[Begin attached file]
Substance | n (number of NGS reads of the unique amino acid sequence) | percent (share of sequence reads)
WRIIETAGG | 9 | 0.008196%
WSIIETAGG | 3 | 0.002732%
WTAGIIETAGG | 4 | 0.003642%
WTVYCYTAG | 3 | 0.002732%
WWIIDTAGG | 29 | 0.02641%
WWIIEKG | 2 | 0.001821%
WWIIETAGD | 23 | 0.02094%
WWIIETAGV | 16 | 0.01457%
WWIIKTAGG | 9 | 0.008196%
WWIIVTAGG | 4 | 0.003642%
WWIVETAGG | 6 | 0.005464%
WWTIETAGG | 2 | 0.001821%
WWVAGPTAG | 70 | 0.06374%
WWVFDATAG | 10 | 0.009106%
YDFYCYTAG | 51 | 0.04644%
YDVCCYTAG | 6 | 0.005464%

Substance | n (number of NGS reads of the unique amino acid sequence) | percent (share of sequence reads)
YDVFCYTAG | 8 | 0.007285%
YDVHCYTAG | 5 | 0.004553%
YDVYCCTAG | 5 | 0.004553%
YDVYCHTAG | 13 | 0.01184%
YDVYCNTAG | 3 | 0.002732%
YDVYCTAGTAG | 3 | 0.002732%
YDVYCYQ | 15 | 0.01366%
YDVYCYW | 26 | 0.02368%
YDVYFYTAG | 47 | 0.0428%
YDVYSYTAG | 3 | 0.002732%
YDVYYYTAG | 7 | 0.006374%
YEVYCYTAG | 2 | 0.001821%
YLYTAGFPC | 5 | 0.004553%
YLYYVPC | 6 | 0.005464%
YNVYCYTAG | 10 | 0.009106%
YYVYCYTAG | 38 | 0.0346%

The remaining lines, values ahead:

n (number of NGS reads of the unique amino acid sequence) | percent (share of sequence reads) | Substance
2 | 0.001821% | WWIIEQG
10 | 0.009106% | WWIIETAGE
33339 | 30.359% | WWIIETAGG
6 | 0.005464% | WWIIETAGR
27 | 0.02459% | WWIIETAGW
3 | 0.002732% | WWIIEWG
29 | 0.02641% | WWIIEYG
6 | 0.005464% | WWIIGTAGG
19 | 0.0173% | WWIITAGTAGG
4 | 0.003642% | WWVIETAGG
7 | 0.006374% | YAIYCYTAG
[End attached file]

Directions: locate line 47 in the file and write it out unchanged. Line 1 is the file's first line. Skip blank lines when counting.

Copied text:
7 | 0.006374% | YAIYCYTAG